In this photo illustration, the American daily fantasy sports contest and sports betting company DraftKings logo is displayed on a smartphone screen.
Budrul Chukrut | Lightrocket | Getty Images
Federal prosecutors on Thursday announced criminal charges against an 18-year-old Wisconsin man for a scheme to hack and sell access to user accounts of the sports betting site DraftKings.
The man, Joseph Garrison, is accused of working with others to steal about $600,000 from approximately 1,600 victim accounts during the November 2022 attack, according to the U.S. Attorney’s Office in Manhattan.
DraftKings is not named in the criminal complaint against Garrison. But a person close to the company confirmed it was a target of the so-called credential stuffing attack.
Law enforcement authorities searched Garrison’s home in Wisconsin on Feb. 23, and recovered his computer and cellphone, according to the complaint.
On those devices, investigators found credential stuffing programs, instruction photos on how to use stolen user credentials to steal money from victim accounts, and messages between Garrison and co-conspirators, the complaint said.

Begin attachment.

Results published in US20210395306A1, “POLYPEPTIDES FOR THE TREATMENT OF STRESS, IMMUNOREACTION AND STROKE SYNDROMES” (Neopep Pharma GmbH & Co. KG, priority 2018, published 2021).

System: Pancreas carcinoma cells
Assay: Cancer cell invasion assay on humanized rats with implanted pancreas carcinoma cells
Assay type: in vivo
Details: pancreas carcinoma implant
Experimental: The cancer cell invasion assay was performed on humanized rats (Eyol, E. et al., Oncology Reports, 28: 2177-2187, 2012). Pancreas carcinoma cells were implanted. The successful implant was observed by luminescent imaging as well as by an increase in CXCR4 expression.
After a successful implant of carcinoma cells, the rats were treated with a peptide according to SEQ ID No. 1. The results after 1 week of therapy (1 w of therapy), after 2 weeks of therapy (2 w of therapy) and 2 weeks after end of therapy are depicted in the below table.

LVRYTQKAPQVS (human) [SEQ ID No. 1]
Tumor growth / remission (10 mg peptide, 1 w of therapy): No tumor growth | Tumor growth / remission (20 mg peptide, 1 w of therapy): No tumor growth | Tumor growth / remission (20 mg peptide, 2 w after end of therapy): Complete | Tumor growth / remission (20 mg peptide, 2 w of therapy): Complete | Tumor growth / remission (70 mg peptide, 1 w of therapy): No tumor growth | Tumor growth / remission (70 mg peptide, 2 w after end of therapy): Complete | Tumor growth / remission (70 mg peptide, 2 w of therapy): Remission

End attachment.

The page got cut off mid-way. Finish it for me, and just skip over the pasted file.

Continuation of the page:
The messages included ones where Garrison wrote, “fraud is fun . . . im addicted to see money in my account . . . im like obsessed with bypassing s—,” according to a court filing.
The images cited in the FBI affidavit were hosted on Imgur, a popular file-sharing website.
CNBC also found the same images on a website that purportedly sells compromised accounts on DraftKings and Fanduel, among others.
ESPN previously reported that a cyberattack in November affected users of DraftKings and rival site Fanduel. Fanduel told CNBC it wasn’t materially impacted by the attack: “Our security did its job.”
Garrison is charged with conspiracy to commit computer intrusions, unauthorized access to a protected computer to further intended fraud, unauthorized access to a protected computer, wire fraud conspiracy, wire fraud and aggravated identity theft.
He faces a maximum possible prison sentence of 20 years if convicted, but would likely get significantly less time under federal guidelines.
Chris Cylke, senior vice president for government relations at The American Gaming Association, an industry group, “The legal gaming industry is working hard to provide consumers with safe, regulated access to betting.”
“Today’s news reinforces the importance for law enforcement at all levels to hold fraudsters and other criminals accountable,” Cylke said.
–CNBC’s Rohan Goswami contributed to this report.
This story originally appeared on CNBC